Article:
This week’s Report of the Week is one of twelve on our site that describes the hazards of exploding lift struts. A common theme in all these reports is the acknowledgement of how hazardous exploding struts can be. A second theme is the unpredictability of the detonation. The overarching message is clear: pressurized components in vehicles can and do explode under fire conditions. The question is not “if,” but “when.”
“Brackets  denote reviewer de-identification… [name deleted] fire department was dispatched to a vehicle fire at a senior housing complex.. The engine compartment was well involved with extension to the passenger compartment. Several attempts were made by on scene personnel to extinguish the blaze before the fire department arrived due to the close proximity of the fire to a nearby structure…Engine , first on scene, arrived and deployed a 1-3/4 attack line…There were two personnel on the line and a third was working the hood to gain access. As in most vehicle fires, there were pops, hisses, booms, and bangs, as most of the components of the vehicle began to fail. It was noted after extinguishment that the two hood struts had fired out of the front of the vehicle and buried themselves 12 inches into the ground…”>
There were an estimated 258,500 vehicle fires in the United States between 2004 and 2006; 90 percent occurred on highways, resulting in 497 deaths and $1billion in loss. Vehicle fires account for approximately 16 percent of the fire duty in the United States, (Source: USFA Topical Report Series, Highway Vehicle Fires. CLICK HERE for the report).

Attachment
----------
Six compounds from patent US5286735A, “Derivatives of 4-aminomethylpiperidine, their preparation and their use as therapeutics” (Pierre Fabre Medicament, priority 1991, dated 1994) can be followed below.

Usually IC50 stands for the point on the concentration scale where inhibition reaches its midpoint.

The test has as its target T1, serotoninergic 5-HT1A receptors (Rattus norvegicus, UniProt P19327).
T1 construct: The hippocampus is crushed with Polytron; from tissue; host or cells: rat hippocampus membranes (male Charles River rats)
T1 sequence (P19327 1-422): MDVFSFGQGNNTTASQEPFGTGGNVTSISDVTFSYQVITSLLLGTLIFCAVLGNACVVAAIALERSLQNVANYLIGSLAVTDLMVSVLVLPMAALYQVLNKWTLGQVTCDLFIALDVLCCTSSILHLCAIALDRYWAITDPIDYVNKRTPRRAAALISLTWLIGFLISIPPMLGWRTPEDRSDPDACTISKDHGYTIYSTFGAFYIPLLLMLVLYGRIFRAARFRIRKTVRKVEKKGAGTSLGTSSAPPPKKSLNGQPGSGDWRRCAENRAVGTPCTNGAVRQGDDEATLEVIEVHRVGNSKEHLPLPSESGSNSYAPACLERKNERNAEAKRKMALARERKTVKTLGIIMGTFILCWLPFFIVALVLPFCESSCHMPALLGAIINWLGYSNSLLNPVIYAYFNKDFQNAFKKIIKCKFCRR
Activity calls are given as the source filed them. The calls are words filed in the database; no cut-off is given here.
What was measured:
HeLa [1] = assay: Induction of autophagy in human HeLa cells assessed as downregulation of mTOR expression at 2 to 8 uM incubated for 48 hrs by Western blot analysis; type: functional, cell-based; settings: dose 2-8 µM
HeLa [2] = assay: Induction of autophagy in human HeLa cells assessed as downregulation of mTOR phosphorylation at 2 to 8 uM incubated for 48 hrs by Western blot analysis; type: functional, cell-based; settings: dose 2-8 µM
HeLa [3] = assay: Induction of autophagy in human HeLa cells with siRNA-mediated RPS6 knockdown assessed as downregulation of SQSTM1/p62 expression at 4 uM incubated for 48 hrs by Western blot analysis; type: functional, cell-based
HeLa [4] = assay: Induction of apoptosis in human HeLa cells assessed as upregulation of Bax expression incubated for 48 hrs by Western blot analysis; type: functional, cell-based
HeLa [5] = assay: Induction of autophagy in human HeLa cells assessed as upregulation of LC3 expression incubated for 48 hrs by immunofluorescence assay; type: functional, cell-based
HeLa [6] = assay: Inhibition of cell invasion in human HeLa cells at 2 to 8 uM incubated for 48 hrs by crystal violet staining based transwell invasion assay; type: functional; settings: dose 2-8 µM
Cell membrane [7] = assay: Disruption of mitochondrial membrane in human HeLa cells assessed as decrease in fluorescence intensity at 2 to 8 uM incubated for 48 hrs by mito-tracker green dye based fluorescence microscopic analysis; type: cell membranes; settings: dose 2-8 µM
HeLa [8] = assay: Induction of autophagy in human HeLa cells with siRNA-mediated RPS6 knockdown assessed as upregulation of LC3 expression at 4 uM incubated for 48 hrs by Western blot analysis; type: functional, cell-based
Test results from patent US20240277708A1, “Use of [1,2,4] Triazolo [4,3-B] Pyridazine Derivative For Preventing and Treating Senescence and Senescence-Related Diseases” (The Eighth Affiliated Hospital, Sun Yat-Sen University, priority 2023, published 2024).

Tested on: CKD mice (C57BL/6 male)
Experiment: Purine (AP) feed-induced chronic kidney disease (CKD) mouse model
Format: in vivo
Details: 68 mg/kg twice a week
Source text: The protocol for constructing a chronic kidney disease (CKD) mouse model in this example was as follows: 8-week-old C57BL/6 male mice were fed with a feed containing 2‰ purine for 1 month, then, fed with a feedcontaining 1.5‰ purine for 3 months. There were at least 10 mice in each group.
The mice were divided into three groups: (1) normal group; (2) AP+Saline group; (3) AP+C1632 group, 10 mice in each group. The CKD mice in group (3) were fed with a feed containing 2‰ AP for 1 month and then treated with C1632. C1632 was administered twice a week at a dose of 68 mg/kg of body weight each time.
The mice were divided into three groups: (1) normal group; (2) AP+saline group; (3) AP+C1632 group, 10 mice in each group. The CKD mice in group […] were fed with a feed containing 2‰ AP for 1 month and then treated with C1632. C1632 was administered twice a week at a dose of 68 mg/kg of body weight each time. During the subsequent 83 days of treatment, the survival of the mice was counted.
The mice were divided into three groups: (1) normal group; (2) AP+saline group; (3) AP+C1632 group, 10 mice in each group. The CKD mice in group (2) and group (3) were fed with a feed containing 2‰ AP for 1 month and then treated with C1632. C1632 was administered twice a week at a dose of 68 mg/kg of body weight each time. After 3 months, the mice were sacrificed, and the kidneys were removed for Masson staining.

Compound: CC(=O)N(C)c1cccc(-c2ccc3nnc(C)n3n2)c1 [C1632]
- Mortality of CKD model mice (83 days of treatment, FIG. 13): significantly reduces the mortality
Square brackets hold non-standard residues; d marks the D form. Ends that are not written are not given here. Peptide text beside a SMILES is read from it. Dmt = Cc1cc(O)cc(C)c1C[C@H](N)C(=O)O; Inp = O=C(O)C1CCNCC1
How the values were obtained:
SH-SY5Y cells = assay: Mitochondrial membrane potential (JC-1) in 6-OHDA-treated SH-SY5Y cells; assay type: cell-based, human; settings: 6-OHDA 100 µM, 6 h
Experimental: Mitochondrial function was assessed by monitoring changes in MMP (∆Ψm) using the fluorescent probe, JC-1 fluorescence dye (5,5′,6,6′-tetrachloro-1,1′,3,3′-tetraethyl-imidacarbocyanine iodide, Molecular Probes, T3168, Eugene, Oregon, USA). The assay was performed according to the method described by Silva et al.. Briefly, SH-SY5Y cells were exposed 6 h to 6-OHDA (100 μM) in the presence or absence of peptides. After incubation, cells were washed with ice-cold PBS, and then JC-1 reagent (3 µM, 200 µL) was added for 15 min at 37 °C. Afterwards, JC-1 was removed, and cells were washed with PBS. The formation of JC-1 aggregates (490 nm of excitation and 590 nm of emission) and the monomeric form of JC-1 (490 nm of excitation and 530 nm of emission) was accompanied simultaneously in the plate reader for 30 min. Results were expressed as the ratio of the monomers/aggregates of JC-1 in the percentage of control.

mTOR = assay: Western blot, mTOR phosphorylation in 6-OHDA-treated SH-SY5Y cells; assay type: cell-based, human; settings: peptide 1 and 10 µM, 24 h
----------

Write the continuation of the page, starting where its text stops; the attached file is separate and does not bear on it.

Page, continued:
As this week’s report illustrates, the hazard of exploding struts can occur at any point in the vehicle fire scenario. Given that point and the fact that well involved engine compartment fires are total losses, consider the following:
- What is the minimum GPM flow that should be considered for fighting a vehicle fire?
- How many pressurized components make up today’s engine compartment?
- This week’s report focuses on lifting struts. Have you experienced any other components throwing parts at a vehicle fire?
- Is your department’s standard response to a vehicle fire adequate for extinguishment and firefighter safety?
- What is your department’s SCBA policy for vehicle fires?
Note: The questions posed by the reviewers are designed to generate discussion and thought in the name of promoting firefighter safety. They are not intended to pass judgment on the actions and performance of individuals in the reports.